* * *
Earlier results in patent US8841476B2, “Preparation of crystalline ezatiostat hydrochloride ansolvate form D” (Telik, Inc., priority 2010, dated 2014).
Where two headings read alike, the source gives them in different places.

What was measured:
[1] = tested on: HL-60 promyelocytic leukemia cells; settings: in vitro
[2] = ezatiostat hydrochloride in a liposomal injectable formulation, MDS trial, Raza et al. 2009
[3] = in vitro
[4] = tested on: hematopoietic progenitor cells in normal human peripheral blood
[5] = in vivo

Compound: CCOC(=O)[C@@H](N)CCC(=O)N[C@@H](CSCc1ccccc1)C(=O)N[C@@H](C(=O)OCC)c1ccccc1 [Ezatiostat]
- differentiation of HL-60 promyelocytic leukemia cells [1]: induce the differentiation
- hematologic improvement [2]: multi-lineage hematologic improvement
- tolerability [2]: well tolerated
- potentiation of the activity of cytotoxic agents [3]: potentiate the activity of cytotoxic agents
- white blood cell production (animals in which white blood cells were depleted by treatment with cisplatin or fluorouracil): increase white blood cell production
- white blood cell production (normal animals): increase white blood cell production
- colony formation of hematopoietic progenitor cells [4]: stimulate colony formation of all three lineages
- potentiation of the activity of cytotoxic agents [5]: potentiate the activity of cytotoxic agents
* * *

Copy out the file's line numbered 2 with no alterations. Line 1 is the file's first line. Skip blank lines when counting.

Where two headings read alike, the source gives them in different places.